In recent years, doctors have become more willing to treat prostate cancer more aggressively with radiation therapy, and as a result, more patients are being cured of their cancer, according to a new study published in the July 15, 2004, issue of the International Journal of Radiation Oncology*Biology*Physics, the official journal of ASTRO, the American Society for Therapeutic Radiology and Oncology.
A 1999 Patterns of Care survey reviewing the records of more than 550 patients from 58 institutions across the United States shows that in comparison to surveys from 1989 and 1994, radiation oncologists are using higher doses of external beam radiation therapy to treat both earlier stages and more aggressive forms of prostate cancer. In 1999, 45 percent of prostate cancer patients were treated with higher doses of radiation therapy compared to 3 percent in both 1989 and 1994.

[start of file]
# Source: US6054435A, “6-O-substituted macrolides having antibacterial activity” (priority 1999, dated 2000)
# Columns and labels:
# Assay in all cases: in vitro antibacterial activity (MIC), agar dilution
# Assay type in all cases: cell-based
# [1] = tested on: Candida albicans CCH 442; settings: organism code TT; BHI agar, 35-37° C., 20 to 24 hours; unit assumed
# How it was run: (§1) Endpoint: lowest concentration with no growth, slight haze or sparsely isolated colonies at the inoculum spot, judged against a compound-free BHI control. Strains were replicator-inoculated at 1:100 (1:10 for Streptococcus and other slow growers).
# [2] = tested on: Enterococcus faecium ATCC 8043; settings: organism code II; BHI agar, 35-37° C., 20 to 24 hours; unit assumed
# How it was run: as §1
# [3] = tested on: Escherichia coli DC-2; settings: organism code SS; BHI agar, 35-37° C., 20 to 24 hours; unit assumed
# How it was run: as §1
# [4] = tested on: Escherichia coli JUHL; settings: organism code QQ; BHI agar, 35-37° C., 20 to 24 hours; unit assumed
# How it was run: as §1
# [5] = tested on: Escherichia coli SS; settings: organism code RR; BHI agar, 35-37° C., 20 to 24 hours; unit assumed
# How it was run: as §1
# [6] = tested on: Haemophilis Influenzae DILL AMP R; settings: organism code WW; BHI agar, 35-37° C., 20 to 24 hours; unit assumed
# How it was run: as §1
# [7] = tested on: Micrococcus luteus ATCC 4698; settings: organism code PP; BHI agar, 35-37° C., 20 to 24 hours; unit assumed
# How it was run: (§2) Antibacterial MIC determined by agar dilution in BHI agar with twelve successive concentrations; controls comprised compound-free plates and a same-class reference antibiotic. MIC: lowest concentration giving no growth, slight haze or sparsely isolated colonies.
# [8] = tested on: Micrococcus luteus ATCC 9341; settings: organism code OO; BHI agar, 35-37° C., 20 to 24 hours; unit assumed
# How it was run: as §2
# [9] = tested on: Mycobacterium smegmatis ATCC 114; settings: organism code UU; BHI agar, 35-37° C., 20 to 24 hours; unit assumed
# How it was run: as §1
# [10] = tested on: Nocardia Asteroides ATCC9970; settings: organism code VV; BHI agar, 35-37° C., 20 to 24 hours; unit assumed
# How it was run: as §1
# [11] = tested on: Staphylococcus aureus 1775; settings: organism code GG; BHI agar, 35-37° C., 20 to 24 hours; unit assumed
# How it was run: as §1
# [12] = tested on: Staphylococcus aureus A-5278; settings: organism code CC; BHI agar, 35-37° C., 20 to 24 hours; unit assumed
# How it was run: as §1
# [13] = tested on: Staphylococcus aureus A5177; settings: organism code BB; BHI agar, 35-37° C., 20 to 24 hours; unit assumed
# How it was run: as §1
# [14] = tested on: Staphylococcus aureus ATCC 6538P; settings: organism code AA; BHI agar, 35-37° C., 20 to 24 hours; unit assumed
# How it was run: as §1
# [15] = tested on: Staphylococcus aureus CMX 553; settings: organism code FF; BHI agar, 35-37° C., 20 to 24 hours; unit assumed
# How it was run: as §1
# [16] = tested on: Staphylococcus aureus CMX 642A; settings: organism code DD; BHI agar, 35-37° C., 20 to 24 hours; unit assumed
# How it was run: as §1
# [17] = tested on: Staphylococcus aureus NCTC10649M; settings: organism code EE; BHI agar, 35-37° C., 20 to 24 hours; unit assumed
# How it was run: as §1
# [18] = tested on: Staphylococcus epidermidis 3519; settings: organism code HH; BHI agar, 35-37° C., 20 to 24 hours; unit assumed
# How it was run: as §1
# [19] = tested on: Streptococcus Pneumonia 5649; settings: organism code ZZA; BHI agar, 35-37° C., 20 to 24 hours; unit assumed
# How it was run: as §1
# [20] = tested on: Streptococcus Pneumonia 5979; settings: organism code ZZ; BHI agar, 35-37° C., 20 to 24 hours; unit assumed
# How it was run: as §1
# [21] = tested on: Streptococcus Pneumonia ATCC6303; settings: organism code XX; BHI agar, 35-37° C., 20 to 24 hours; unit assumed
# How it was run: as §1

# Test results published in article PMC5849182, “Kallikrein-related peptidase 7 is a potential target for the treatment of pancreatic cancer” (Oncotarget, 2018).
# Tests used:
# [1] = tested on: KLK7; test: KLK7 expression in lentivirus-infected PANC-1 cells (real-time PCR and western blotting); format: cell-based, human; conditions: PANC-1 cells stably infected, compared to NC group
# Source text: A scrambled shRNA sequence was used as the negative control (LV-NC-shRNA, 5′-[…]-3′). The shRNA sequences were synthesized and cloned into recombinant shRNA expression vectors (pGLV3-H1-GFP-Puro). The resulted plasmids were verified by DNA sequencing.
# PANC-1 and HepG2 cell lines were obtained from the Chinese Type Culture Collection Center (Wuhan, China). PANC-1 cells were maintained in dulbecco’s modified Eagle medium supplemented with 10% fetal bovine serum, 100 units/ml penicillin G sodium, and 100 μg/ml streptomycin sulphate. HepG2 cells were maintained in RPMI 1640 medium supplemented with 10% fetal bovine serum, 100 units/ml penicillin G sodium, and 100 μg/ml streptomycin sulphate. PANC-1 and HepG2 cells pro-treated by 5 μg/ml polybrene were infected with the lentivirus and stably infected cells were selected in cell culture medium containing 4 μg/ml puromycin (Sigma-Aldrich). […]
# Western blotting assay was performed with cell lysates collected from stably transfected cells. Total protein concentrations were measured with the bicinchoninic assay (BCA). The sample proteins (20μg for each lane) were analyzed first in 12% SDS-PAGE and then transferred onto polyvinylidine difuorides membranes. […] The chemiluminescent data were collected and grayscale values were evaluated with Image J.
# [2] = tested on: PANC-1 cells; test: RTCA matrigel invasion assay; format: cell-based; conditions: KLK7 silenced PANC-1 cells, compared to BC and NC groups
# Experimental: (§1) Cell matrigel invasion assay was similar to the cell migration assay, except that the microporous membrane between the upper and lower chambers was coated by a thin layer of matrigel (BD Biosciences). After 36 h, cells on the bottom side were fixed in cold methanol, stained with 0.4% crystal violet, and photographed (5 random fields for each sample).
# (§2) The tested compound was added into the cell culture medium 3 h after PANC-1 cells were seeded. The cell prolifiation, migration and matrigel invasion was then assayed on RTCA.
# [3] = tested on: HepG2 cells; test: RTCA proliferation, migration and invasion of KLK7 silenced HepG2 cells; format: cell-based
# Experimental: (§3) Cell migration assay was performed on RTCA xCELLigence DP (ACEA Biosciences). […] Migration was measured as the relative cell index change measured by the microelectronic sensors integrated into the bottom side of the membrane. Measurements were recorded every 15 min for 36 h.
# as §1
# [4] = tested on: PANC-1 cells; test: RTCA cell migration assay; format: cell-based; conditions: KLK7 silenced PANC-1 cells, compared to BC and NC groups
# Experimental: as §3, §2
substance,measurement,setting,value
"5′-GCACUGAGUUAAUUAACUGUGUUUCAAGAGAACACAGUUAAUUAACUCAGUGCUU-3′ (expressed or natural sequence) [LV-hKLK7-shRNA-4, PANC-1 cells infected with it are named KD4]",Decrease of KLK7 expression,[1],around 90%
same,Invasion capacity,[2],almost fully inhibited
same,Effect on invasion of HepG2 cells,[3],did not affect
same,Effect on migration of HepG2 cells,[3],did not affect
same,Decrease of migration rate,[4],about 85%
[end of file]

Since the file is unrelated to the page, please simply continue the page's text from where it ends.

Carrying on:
In the study, researchers learned that the results of clinical trials have persuaded many radiation oncologists today to add androgen deprivation therapy to radiation therapy to treat more aggressive or well-established cancers. Further, there has been a significant increase in the use of CT-based treatment planning and conformal radiation therapy for treatment delivery.
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